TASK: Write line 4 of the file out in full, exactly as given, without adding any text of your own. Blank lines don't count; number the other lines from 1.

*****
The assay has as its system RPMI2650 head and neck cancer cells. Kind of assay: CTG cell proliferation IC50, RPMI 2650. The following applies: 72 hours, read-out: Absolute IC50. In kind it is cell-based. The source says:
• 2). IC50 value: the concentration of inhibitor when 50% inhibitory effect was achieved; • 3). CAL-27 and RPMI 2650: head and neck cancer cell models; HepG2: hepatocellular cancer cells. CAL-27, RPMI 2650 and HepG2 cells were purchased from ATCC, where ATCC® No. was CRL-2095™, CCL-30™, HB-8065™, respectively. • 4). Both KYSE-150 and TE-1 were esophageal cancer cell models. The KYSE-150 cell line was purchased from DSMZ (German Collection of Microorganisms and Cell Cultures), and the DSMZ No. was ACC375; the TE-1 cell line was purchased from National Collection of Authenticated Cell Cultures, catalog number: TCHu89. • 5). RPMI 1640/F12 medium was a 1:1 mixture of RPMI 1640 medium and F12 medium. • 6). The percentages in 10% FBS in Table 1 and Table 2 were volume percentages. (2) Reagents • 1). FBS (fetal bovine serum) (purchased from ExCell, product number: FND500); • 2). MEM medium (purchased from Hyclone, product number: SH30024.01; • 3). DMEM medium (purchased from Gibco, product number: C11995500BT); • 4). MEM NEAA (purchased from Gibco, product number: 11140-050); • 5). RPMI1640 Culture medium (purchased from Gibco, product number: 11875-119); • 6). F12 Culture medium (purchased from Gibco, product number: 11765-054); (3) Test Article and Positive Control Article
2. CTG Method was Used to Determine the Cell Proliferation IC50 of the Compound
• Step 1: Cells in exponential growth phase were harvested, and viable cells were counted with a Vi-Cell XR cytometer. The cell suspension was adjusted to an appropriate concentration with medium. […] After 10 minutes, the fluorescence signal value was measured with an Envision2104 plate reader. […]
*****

• Step 1: Cells in exponential growth phase were harvested, and viable cells were counted with a Vi-Cell XR cytometer. The cell suspension was adjusted to an appropriate concentration with medium. […] After 10 minutes, the fluorescence signal value was measured with an Envision2104 plate reader. […]